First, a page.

In this day and age of fitness, if you are not assessing you are guessing. While one-on one training may be the best scenario for assessments, it does not mean that trainers should overlook the importance of having an assessment system in place when it comes to group training.
In order to train in a group setting, you must have a system that helps address the client’s individual needs in order to deliver an effective result. Assessments are a great way to understand what the client needs and wants, while setting yourself apart from the competition.
There are lots of ways you can assess someone, especially in a one on one scenario. Yet, sometimes in a group setting, time and scheduling conflicts may prevent you from doing a individual assessment.
Small Group Setting
Before a new client enters a group setting at Cressey Sports Performance, we have them fill out a basic health history form and a waiver. This lets us know what limitations we may be working with and if a group setting may or may not be a good fit for them. If there is nothing on the form that requires more of an individualized assessment, there are a few simple strategies we use to assess a new client in group training.
Foundational Movements: When a client comes to me for group training with no training background, I will have the client perform a few foundational movements.
Because of time limitations, I am not able to perform a full screen and will take a look at a body weight squat, lunge, pushup and an Active Straight leg raise. These movements will give me an idea of how well they may move on the floor and what I may be working with. They are also very simple to conduct and not time consuming at all.
The Warm-up : If a client does not jump out at me while I look over the forms and they have had a prior training history, I introduce them to the group to make them feel comfortable and start assessing the way they interact with other individuals. This gives me an idea of what type of personality I may be working with in order to adjust my coaching skills. It also gives me an idea on how well they are going to ,move out on the floor as well. If someone has a hard time taking cues on the warmup, the floor is most likely going to be tough for them as well. Be sure not to over complicate things here.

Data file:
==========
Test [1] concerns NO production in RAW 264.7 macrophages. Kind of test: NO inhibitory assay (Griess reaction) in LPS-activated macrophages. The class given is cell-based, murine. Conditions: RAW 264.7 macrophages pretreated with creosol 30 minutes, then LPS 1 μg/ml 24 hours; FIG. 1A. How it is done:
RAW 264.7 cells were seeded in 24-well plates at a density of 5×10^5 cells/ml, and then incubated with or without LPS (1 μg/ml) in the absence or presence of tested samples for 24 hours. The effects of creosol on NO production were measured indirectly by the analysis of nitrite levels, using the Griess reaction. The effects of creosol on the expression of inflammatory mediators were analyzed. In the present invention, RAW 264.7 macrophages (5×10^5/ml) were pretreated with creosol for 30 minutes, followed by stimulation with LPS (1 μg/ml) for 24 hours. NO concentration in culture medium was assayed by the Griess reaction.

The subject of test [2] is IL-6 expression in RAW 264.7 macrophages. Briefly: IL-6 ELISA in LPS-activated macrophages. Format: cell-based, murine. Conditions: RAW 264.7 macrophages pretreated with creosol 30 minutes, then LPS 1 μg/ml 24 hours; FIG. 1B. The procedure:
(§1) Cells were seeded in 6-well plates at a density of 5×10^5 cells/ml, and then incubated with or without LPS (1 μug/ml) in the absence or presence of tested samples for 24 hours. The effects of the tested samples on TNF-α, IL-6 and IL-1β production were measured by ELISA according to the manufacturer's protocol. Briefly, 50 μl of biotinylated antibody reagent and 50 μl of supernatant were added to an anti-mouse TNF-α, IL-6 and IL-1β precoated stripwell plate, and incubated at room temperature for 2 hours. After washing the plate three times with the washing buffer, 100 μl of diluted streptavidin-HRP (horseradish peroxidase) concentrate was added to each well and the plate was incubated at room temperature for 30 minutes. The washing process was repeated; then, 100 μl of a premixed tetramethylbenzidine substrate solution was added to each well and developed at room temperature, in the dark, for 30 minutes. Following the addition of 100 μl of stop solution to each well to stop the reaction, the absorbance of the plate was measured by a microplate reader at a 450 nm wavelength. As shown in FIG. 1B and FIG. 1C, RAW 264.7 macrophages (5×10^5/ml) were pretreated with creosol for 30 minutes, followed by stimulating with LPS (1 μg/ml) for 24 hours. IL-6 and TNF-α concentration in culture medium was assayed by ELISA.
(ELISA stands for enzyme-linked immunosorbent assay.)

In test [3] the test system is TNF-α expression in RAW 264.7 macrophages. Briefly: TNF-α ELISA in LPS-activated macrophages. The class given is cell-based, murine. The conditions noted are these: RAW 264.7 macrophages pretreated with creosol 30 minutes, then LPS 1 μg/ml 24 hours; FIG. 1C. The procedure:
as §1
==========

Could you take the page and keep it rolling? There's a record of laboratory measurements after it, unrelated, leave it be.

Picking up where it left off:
Refer Out : At Cressey Sports Performance we are lucky to have a great network in our area of massage therapists, physical therapist and specialty doctors. When a new client comes in and something looks too complicated to work around in a group setting, I typically refer them out to a full one-on-one evaluation in our facility. This assessment is very thorough and encompasses postural assessments, movement assessments and a day out on the floor to see how well the client can move.
Large Group Settings
If you are training groups of 20 plus, having a systematic approach to assessments would be wise if staffing allows for it. One of the easiest tests to conduct in a group setting is the Functional Movement Screen, and setting up a introductory screen monthly for all new members could allow you to place clients more efficiently in your program.
Find a system that works best for you and start using it right away, especially if you have multiple large groups in order to set yourself apart from the competition.
Putting it into action
Start With the Warm-up : Your warm-up sets the tone for the training session to follow. In the warm-up you can address specific imbalances for individuals. Including exercises that follow the joint-by-joint approach popularized by Gray Cook, would benefit most groups. A good template should include the following:
- Foam Rolling : Tell Clients to arrive early
- Positional Breathing
- Core/Glute Activation
- Hip Mobility
- Thoracic Spine Mobility
- Squat/Hip Hinge Patterning
- Multi-plane movement drills
Create Your Workout : Having templates readily available at your disposal will allow you to effectively coach people in a group setting. Knowing at least one progression/regressions for your basic movements will make your job a lot easier and make everything more systematic. This way if someone has some injuries or is not able to perform certain excercises, you can accommodate.
Assessing clients in a group setting does not have to be all that complicated. You must have a system that works best for your business model. Thinking outside the box when it comes to assessments saves you complications and allows you to have a standardized system without spending extra time. At CSP Strength Camps, providing individualized assessments or group assessments does not fit with our business model, and that is why we have an in-depth assessment for those that may need it. We are also not afraid to refer out and understand that not everyone will be a good fit for group training.